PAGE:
Zwift: A review of the online cycling community’s business and revenue models

Ever wanted to keep fit, stay warm, and play video games at the same time? Zwift is your answer!

Currently my favourite online business, Zwift is a virtual cycling community that offers users endless fitness opportunities. First you set up your character, connect your indoor trainer, and then explore the gaming environment, all while working out. The idea behind Zwift is training in the comfort of your own home. Of course, you lose the atmospheric benefits of venturing on a ride outdoors… but how about the convenience!!

Some of the pro athletes using Zwift regularly! Image source

Zwift offers use for all ages, fitness levels and goals, from riding around at your own pace, to racing in competitions. There is also social networking integration on the site, which offers the use of chat and follow functions with global users. If you’re lucky, you might even bump into one of the numerous subscribed pro cyclists (as pictured) on a ride in the online community!

The gaming aspect adds another element to the experience. You get to own course records, unlock achievements and level up as you continue to ride. It is similar to models that various platforms like Wii Sports and PlayStation VR have tried before, however Zwift incorporates high level workouts and a real competitive aspect.

One of the several worlds in Zwift, and all viewed in 3rd person. Image source

With virtual realities and communities reaching major popularity in recent years, Zwift has entered into a market with serious  growth potential. Zwift  functions using the business-to-consumer (B2C) model, whereby the business delivers the services directly to the consumer in exchange for the prescribed fee. This is one of the most common online business models used.

Zwift operates under a subscription service revenue model. Users are charged an equal monthly rate for unlimited use and access to the site. This subscription is continuous, only coming to an end when the consumer decides to cancel. This is like the revenue models of Netflix and Spotify. However, there are additional, costly extras required to use Zwift, such as a bike and an indoor trainer.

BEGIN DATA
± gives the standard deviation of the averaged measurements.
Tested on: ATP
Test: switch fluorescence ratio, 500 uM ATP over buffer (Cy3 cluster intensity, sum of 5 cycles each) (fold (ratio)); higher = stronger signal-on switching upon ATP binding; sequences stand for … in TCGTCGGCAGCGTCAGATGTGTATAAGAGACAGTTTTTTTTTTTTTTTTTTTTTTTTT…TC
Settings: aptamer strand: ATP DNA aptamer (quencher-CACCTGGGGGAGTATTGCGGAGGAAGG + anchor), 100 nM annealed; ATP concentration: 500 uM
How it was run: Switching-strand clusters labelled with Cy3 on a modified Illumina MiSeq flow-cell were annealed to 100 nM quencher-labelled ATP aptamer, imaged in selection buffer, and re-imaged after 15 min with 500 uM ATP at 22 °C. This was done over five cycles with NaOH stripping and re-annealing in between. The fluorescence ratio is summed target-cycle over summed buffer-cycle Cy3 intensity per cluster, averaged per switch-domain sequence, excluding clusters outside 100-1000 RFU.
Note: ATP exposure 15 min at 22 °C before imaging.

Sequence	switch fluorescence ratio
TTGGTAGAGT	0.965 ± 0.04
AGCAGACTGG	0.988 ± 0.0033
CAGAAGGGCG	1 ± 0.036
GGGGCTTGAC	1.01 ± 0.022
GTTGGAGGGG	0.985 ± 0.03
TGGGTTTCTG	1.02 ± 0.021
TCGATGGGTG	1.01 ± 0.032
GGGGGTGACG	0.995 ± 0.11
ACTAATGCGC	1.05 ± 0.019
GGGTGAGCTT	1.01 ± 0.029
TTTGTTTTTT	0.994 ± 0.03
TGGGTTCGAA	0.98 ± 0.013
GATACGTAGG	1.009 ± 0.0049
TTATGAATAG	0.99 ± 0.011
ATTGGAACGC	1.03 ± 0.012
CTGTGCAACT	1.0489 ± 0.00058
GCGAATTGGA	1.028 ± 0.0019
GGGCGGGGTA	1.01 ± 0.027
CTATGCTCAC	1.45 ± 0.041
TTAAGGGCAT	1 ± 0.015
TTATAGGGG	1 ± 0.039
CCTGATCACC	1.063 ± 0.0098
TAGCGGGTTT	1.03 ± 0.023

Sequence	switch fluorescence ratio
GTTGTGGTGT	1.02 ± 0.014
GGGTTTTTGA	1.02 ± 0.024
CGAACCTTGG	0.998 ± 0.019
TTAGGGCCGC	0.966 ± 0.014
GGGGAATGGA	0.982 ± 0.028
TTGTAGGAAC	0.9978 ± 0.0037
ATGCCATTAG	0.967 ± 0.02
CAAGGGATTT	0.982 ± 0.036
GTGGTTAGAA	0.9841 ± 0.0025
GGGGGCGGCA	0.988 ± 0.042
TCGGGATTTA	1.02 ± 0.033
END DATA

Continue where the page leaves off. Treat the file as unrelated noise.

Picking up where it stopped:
A view of the home set up. Image source

In addition, there is also a ‘freemium’ aspect to their model. Freemium pricing strategies essentially give you a ‘teaser version’ of the product for free, and then they offer you the premium version for a fee once you become addicted. Zwift follows this pricing strategy by offering a very modest 30km of usage per month for free (even for the most casual rider, this won’t get you far…). Once this runs out you are unable to participate on the platform until you either wait for the next month to roll over, or upgrade your account to the premium service (which offers unlimited usage and kms). Again, Spotify follows a freemium pricing strategy, as do various cloud based file storage companies.

With roughly 500 000 users worldwide, and the recent addition of a treadmill based running option, Zwift’s current business and revenue models appear to have it in good shape for growth for many years to come.

Have a look at their website for yourself and let me know what you think!


2 thoughts on “Zwift: A review of the online cycling community’s business and revenue models

Add yours

  1. Wow this seems fantastic for maybe heavily urbanised areas, or simply for all my nerd friends that decide to be shut-ins haha. I might stick to normal cycling, nothing beats some fresh air. But I’ll keep an eye on Zwift, for sure.


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